- You have to find our what kind of motivation works best for you: external or internal, or both.
- You have to set goals
- You have to master your time
- You have to create a schedule
- You have to create structure
- You have to be disciplined
Let's face it, if you're self-employed, have a side-hustle (supplemental income), have dabbled in personal-development, are focusing on learning a skill, or are in any number of various pursuits toward something you desire, it's because you have a DREAM. You want to, in some way, shape or form, be better in the future than you are today. And if you can connect with this to even the smallest degree, you will want to stay closely in-tune with this series.
I once had a mentor ask,
"If your dream was your boss, would it fire you?"
Ask yourself this question.
This reveals a crucial aspect of designing the life you want: You have to treat your dream like it’s your own business.
YOU are the owner. Everything rises and falls on your decisions. Arriving at the destination is fully-dependent on the actions you take. You've got to treat your dream like it's your job. But I don’t mean a soul-sucking job, because it’s not. Your dream is something you WANT, it’s something you ENJOY. It’s something that is FULFILLING. – It may be hard of you to imagine this if you’ve never had a job that was fulfilling before.
Being your own boss means that you have to SHOW UP. You have to WORK IT. You have to MEET GOALS and EXPECTATIONS. And that there are CONSEQUENCES for mistakes and REWARDS for succeeding.
As a business owner, you take more risk than anyone else, but you also stand to make a greater reward than anyone else. You have more responsibility than anyone else, but you also have more freedom than anyone else. You have to make more decisions than anyone else, but also, YOU get to make the decisions that affect your future, not someone else.
A lot of people SAY they want freedom, but is that what they really want?
I think what many people mean is that they want a free-ride; they want the rewards without the work, they want the goal without the process. But you can't separate them, they are inseparable.
If you don't have the right kind of mindset and discipline, freedom can be a dangerous thing.
When you're free to succeed, you're free to fail too. When you're free to make decisions, you're free to make both good and bad decisions. – Some people don't want that kind of responsibility. It scares them. They would rather prefer to stay in a situation where someone else makes all the decisions for them, every day. It's consistent, predictable, it feels safer that way... but it's actually a gamble.
Our culture has conditioned us into thinking that entrepreneurship is "risky" and working for someone else is "safe", but let me ask you this: which scenario feels "safer"? :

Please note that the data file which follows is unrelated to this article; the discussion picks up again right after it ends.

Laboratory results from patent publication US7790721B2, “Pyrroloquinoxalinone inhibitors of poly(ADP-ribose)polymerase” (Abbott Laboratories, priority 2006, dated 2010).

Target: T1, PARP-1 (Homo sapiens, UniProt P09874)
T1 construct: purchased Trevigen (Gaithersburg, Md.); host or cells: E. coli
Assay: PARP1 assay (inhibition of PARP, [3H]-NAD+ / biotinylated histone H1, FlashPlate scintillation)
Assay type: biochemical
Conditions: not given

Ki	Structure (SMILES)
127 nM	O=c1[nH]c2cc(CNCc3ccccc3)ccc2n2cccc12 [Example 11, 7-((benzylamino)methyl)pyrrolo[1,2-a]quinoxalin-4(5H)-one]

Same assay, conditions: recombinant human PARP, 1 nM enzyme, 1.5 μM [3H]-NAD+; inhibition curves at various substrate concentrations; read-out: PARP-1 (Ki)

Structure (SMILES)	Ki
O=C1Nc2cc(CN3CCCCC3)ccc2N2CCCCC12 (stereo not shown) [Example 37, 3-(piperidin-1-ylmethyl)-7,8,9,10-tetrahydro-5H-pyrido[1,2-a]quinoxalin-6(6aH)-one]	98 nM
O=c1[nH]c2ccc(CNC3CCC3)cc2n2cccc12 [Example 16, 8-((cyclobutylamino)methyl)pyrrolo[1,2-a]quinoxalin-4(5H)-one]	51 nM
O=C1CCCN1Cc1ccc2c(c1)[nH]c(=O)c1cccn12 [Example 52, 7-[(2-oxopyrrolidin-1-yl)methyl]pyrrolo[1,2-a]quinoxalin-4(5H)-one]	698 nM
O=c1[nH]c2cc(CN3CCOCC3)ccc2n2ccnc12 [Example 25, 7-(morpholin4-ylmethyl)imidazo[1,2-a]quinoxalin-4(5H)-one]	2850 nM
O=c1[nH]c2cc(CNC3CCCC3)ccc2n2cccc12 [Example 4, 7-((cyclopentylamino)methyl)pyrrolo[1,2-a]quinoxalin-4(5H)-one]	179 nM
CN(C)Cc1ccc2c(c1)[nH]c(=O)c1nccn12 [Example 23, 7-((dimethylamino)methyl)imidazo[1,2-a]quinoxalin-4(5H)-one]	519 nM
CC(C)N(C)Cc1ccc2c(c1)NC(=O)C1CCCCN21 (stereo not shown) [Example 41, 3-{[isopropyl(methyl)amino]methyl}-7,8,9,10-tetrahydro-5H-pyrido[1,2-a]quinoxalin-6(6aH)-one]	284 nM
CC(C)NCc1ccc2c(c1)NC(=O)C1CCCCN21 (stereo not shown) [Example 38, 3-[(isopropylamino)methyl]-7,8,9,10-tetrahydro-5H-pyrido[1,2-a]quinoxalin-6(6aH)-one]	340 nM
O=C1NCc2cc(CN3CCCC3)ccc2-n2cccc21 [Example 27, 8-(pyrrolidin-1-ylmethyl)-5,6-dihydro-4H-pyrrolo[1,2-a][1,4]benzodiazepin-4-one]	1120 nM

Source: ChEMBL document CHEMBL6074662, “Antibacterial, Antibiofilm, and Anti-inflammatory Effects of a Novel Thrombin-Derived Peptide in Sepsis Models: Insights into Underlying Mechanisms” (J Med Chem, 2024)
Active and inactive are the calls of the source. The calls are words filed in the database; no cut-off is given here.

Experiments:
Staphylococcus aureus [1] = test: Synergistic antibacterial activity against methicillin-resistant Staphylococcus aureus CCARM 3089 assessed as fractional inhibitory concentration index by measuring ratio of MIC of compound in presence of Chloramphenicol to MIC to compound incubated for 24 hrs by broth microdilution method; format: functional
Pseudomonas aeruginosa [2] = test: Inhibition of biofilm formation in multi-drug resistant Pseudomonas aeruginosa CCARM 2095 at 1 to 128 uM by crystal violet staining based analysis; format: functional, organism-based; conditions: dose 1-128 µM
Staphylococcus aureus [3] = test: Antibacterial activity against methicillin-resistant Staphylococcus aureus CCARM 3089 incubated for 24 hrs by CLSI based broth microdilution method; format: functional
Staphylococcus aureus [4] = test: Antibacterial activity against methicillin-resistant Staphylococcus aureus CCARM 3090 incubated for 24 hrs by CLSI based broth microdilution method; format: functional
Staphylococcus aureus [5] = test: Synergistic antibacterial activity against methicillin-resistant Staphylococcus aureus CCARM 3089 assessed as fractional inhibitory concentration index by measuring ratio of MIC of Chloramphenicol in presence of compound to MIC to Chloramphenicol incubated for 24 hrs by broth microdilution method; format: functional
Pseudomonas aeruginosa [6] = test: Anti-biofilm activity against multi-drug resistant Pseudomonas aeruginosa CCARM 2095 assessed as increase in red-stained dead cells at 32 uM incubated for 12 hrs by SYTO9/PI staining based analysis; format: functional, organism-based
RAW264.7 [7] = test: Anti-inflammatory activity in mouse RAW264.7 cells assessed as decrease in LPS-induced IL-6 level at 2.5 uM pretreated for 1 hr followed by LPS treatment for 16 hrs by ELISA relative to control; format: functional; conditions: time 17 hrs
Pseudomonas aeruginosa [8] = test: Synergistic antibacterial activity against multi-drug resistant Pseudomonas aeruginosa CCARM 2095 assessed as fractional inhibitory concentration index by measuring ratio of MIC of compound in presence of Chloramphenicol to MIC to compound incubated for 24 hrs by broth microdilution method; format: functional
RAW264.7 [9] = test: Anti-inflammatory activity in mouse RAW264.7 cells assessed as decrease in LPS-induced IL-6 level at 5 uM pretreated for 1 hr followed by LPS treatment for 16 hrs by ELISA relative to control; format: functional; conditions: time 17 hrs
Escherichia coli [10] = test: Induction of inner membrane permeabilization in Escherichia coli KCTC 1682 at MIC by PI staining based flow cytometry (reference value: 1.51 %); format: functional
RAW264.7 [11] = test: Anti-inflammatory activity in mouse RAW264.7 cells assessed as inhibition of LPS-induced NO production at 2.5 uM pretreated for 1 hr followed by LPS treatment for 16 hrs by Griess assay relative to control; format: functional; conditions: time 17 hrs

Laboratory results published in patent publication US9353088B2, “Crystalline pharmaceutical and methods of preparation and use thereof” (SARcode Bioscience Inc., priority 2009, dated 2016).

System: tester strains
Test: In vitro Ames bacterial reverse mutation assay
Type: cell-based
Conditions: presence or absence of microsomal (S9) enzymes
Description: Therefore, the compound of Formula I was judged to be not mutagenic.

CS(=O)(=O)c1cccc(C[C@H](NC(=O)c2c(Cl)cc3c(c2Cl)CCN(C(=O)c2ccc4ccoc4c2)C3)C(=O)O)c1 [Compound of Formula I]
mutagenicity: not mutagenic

- Someone else, whose primary goal is building THEIR dream, is in charge of your decisions and actions on a daily basis, in addition they determine how much money you're worth.
- You assume all responsibility for your own dream, make all the decisions you need to in order to get there, be in charge of your daily actions, and are free to determine your own worth and value.
Fear can be a powerful motivator.
It's a big reason many people choose to stay at a job as long as they can: because the thought of leaving to go somewhere else or to forge out on their own seems too frightening.
But I'd like to propose a frame of mind that uses that craving for safety as a positive fuel for action.
From the perspective I described in the previous paragraphs about what feels "risky", it's MORE risky to stay in the same place and hope that things stay the same, rather than taking action to get closer and closer to a life where you are more in control.
For me, I'm afraid of a life where I have no control; where I have to submit myself and my family to the goals and wishes of someone else who may not always have our best interests in mind. I'm afraid of ending up with the same fate that too many other people have: ending up 20-30 years down the road with limitations on my finances, time freedom, mobility, and having made compromises on the basis of survival rather than LIVING. I'm afraid of the possibility that if I don't take action in this season of life, that the future could look dramatically different than I dream it to be.
This isn't to say that I'm spending every day in bed, too stressed to go outside, pulling my hair out, and hiding under a blanket.
It's also not to say that I don't believe in having faith that the future will be bright and that everything will work out for good. I'm not advocating for a mindset of living in constant fear of the future, awaiting disaster, and worry that I have to do everything perfect or everything will crash – that's not healthy.
I'm advocating that we tap into our survival instincts: the type of fear that keeps us alive, keeps us healthy, helps us make decisions. Change our perspective of fear being something to completely avoid, and acknowledge it's usefulness when it's harnessed. And by all means, have faith and hope for the future, but faith must be paired with action in order to be effective.